Editor's Note: The article was first posted on the Knight's Foundation blog.
When you bring a few hundred social entrepreneurs together to talk about the future of news, you can be sure you are going to hear a lot about using media for social good. That’s exactly what happened last week at the Ashoka Future Forum at the Newseum in Washington, D.C., a venue that underscored how much journalism and social entrepreneurship are starting to collide.
The conference examined a range of other topics revolving around Ashoka’s core belief that everyone can effect positive change and that people can address some of society’s biggest problems by transforming systems and platforms. The future of cities was a major discussion track, as urban design is both about changing systems and empowering the people who live within them.
At one of the media sessions, New York Times columnist David Bornstein argued that good journalism should deliver solutions not just describe problems. He compared today’s daily litany of crimes and bridge collapses to parents who tell their children only what’s wrong every day and expect them to be good. He made not only a moral but a business argument for journalism that advocates solutions – in this way its impact can be measured in terms of whether the solutions are implemented and it’s much easier to raise financial support for activities that can demonstrate positive impact.
June Cohen of TED weighed in with a description of how TED.com was being built out into an action platform. The idea is to help people who are inspired by TED talks take action based on them and for TED to be able to measure the impact. An early step was to crowdsource translations of TED talks through the Amara platform; both TED.com and Amara are supported by Knight Foundation.
Other sessions focused on using media to tell stories that make change. There was no shortage of material among the Ashoka community, who range from innovators in the fields of education, placemaking, finance, technology, media and more. They have done everything from introducing robotics to school kids and introducing socially conscious investing to investment banks, to overseeing the transformation of major urban areas. An Ashoka Youth Venturer, not yet in college, discovered she was a changemaker at age 10 when she helped mobilize $10 million dollars in donations to Hurricane Katrina victims from kids trick-or-treating.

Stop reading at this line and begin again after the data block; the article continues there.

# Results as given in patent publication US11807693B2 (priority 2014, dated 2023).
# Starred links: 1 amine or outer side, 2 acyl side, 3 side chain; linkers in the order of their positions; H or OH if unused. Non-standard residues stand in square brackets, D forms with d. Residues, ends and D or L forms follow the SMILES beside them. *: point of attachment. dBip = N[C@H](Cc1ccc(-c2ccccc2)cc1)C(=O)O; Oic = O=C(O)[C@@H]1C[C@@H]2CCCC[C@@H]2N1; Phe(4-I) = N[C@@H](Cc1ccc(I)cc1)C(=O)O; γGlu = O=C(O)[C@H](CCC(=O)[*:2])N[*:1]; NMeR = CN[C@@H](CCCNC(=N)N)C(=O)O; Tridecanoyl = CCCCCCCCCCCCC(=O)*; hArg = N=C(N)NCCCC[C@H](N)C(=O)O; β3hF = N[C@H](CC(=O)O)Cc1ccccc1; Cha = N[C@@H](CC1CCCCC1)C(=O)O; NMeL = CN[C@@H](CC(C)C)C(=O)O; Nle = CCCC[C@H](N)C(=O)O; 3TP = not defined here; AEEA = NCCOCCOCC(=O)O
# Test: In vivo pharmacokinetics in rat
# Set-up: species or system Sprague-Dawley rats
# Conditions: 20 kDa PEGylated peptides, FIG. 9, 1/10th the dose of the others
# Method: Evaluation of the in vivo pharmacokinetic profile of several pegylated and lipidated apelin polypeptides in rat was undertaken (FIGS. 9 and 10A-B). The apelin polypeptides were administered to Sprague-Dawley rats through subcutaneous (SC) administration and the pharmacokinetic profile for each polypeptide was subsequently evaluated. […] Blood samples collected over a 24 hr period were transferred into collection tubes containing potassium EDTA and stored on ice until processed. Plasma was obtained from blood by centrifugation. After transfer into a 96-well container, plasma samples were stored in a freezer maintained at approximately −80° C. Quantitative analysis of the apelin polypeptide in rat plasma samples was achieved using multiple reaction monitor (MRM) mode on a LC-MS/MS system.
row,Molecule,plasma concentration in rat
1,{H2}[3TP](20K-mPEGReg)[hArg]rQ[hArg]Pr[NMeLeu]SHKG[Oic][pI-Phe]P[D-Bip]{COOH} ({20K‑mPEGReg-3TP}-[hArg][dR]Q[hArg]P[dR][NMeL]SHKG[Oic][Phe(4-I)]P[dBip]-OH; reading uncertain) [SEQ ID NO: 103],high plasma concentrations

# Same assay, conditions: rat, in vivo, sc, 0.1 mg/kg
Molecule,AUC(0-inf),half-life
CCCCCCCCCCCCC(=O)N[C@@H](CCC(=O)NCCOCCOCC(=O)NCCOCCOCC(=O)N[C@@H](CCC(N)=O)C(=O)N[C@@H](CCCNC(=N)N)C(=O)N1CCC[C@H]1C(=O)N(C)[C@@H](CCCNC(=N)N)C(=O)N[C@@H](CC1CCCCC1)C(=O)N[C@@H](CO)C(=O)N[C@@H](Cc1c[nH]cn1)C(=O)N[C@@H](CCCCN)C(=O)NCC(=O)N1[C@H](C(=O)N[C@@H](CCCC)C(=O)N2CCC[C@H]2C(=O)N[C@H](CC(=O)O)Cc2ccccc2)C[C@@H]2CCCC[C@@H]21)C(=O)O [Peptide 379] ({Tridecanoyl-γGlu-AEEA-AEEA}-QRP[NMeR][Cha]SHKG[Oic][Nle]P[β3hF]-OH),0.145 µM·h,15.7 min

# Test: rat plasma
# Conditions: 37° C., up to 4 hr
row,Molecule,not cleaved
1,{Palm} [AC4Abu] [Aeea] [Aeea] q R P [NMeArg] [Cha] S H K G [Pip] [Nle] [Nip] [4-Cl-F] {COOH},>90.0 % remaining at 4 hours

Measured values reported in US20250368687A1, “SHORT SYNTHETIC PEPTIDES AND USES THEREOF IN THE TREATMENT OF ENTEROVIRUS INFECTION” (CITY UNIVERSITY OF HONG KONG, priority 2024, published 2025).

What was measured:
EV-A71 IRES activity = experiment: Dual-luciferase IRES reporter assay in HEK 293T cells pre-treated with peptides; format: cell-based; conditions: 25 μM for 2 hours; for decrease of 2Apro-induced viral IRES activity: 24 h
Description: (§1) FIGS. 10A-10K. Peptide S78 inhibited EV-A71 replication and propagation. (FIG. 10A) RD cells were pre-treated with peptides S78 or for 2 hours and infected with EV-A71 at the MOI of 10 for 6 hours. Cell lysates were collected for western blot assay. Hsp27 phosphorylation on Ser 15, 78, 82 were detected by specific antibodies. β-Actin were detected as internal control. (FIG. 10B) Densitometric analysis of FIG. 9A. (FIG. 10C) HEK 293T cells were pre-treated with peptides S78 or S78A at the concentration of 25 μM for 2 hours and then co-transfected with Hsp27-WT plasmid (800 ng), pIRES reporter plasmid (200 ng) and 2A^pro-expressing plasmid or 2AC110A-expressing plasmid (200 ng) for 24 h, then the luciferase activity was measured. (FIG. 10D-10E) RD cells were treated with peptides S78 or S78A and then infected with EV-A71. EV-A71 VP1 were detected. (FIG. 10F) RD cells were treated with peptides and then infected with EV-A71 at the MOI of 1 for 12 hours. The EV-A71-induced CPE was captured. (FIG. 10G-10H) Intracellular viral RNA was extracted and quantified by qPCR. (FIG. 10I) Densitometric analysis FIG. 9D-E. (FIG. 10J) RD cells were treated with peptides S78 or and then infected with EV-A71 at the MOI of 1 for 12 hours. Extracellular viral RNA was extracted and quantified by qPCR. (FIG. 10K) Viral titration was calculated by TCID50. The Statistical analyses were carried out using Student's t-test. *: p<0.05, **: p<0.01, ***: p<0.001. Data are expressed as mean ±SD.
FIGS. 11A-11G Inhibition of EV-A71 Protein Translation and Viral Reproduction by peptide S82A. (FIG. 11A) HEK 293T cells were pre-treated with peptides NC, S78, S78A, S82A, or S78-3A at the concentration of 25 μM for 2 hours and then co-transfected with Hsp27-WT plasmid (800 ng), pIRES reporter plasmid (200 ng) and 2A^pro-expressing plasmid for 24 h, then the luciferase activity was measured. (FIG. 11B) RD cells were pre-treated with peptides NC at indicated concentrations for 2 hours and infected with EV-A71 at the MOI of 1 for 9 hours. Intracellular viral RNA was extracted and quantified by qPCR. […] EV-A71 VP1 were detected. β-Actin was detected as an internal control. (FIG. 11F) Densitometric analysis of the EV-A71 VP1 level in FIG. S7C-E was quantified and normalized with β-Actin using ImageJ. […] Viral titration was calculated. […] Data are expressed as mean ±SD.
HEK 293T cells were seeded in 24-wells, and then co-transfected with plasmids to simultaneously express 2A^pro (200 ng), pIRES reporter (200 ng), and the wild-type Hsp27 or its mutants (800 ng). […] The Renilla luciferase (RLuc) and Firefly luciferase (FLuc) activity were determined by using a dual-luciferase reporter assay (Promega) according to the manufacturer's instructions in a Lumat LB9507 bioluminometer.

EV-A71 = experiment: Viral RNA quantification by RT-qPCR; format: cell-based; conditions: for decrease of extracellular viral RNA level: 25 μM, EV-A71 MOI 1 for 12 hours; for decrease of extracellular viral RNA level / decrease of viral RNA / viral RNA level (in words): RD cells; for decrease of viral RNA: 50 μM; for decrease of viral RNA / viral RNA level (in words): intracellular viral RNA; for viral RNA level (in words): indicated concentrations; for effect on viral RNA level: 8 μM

Ashoka’s focus on youth is not accidental. Founder Bill Drayton believes that teaching kids empathy while growing up is essential for them to pursue goals that benefit society broadly, and not just themselves narrowly. In a world being transformed by technology, just following the rules is no longer enough, Drayton says. It’s not unlike the view of MIT Media Lab’s Joi Ito that the world is changing so fast there is no map to the future, only a compass.
The idea that everyone can be a changemaker permeated the placemaking track of the conference, which was sponsored by Knight’s Community and National Initiatives program. In sessions filled with both ideas and examples, panelists discussed how making cities more open and welcoming also made them more resilient and dynamic, by tapping the experiences and skills of all. Many placemakers drew on design thinking in discussing how to shape urban spaces that meet residents needs and aspirations. Seth Flaxman of TurboVote reminded people that it wasn’t just about space but about action, saying how important it was for people who, for example, care about education to go to school board meetings where they can shape policy. The placemaking sessions were:
- Opening your city: explored experiences and actions that help foster social attachment and openness.
- Creating your city: examined the challenges facing urbanization and the value of meaningful aesthetics in our built and natural environments.
- Engaging your city: considered innovative initiatives and projects from throughout the country and the unique ways in which they have engaged community members in their solutions.
- Rewiring your city: surveyed projects that prove there are better ways to get things done and more efficient ways to make a difference.
The forum included members of the Ashoka Support Network, a global community of more than 300 business people - including top executives, investment bankers, venture capitalists and consultants - who share a belief in entrepreneurship as an engine for economic and social development. Their involvement was a reminder that just as social entrepreneurship and journalism are colliding today, Ashoka is helping to accelerate the collision of social activism with the techniques of business entrepreneurship. In this way, they are fostering a movement of leaders intent on turning many more individuals into leaders.
Related: "Informed and engaged: Ashoka social entrepreneurs connect at Newseum" by Jeff Coates on KnightBlog.